The vault is built 390 feet deep into a sandstone mountain. No permanent staff is employed there and there is not a single person who has all the codes necessary to get inside the structure. These seeds will be kept safe for an estimated couple hundred years, and a study carried out to test the feasibility of the vault has suggested that the seeds can even be preserved for a couple thousand years.
The seeds are each stored in a three-ply foil packet sealed with heat to ensure that no moisture can enter. It’s fully computerized and is monitored remotely. The vault opens only to special visitors and for the few days a year when it receives new seeds.
Return to Nature
Instead of trying to revive the land, the French government decided to block it off to humans and return it to nature. It closed it off and let nature be in charge. The Zone Rouge is rumored to have had a considerable amount of human and animal remains on the land.
Its danger lies in the fact that millions of pieces of artillery are still scattered about. Towns in the Zone have never been rebuilt for obvious reasons. Maybe one day, the French authorities will decide to bring this piece of land back to life, but until then, it is off-limits.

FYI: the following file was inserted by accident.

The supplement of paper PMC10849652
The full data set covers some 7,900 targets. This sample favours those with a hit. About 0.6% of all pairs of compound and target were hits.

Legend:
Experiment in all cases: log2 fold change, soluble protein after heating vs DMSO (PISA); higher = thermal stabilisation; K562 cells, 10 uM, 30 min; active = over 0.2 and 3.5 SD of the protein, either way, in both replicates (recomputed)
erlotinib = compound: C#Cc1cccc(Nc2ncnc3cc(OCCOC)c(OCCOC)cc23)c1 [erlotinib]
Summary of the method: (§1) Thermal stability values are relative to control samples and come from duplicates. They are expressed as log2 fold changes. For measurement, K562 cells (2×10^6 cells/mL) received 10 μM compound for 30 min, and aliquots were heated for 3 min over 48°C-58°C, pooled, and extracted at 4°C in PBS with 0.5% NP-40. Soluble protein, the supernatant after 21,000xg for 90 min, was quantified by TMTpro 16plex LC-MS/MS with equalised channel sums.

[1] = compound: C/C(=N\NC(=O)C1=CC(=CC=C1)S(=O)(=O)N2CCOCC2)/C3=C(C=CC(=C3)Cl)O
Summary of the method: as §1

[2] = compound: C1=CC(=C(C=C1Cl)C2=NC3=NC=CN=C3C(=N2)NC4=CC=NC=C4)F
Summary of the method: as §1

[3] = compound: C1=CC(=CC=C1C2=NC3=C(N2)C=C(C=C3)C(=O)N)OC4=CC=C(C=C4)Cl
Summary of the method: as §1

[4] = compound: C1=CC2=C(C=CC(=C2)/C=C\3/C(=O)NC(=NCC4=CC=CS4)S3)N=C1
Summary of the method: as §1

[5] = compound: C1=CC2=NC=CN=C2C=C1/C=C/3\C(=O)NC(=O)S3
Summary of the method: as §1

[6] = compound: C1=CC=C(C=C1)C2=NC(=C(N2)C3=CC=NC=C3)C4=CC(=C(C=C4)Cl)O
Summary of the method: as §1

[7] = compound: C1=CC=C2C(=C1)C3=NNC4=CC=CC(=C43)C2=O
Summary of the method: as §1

Svalbard Seed Vault
If there’s a need to make use of this place – it means that an apocalypse has taken place and we’re all doomed. The Svalbard Global Seed Vault is a seed bank located on Spitsbergen, an island that belongs to Norway. It is located in the middle of the Arctic and situated close to the North Pole.
The vault stores multitudes of seeds in the chance that a global catastrophe wipes out most of the earth’s crops. Currently, it has about 864,000 distinct seeds and the space to hold up to 4.5 million. It houses 1/3 of the world’s most important food crop seeds inside of it.
Ise Grand Shrine
Over 100 shrines dedicated to the goddess Amaterasu-Omikami are placed in this sacred space in Japan. It was built around 4 BC. Legends claim that the goddess chose this site for herself thousands of years ago due to its peacefulness and isolation. The shrine holds several spiritual and sacred objects that are of great importance, like the Sacred Mirror or Yata no Kagami.
Only for Royals
Don't waste your time trying to sneak in to see the inside. The only people granted admission are priests and priestesses of the royal family. Plus, you’d be up against the Japanese military and an intense-looking fence.
The public can see the thatched roofs of the shrine. The structure is destroyed and rebuilt every 20 years, in accordance with the Shinto belief of death and rebirth.